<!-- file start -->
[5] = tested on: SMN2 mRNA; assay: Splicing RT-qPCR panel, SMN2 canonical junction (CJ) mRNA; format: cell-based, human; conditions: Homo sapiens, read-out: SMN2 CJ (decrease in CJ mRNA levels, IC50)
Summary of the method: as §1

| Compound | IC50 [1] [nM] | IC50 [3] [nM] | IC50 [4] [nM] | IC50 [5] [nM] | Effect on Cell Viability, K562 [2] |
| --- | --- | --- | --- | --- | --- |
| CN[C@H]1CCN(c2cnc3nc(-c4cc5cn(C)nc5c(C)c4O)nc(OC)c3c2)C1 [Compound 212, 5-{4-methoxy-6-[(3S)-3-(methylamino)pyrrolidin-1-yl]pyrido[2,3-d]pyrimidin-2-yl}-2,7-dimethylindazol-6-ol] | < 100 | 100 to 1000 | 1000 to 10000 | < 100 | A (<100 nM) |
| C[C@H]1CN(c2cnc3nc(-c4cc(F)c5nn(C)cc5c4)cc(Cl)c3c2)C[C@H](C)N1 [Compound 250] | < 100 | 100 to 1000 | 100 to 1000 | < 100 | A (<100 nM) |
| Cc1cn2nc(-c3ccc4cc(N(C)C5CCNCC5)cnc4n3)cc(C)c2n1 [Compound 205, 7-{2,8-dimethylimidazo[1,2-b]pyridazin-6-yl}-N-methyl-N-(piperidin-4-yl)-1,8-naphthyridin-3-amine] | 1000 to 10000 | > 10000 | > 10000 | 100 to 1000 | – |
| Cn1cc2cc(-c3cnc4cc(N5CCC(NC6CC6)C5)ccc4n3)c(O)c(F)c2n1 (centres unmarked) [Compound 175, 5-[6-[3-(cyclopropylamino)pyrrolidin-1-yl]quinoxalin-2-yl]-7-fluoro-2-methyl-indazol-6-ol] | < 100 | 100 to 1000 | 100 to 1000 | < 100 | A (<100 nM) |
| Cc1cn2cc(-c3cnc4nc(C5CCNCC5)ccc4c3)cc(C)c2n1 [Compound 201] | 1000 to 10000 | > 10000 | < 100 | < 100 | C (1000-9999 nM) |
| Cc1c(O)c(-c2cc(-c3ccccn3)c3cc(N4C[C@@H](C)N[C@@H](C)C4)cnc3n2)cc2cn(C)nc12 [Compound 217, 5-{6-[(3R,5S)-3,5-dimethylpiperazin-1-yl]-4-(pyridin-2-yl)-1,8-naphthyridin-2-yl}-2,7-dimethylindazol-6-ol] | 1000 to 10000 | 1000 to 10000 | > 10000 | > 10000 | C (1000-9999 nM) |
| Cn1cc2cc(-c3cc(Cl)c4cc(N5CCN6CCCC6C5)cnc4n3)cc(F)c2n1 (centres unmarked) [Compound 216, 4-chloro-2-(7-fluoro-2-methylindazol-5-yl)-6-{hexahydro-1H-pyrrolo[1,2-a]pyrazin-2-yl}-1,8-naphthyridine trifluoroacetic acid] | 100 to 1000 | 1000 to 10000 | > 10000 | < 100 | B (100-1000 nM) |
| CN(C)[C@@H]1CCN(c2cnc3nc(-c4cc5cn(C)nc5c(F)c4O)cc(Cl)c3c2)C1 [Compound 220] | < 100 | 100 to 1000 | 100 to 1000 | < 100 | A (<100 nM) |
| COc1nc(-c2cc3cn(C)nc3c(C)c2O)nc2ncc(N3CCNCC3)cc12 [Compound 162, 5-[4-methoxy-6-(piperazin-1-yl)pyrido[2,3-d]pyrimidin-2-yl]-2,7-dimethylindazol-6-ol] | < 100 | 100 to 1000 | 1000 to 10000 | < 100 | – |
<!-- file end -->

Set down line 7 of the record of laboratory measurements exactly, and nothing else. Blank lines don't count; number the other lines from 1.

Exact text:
| Cc1cn2nc(-c3ccc4cc(N(C)C5CCNCC5)cnc4n3)cc(C)c2n1 [Compound 205, 7-{2,8-dimethylimidazo[1,2-b]pyridazin-6-yl}-N-methyl-N-(piperidin-4-yl)-1,8-naphthyridin-3-amine] | 1000 to 10000 | > 10000 | > 10000 | 100 to 1000 | – |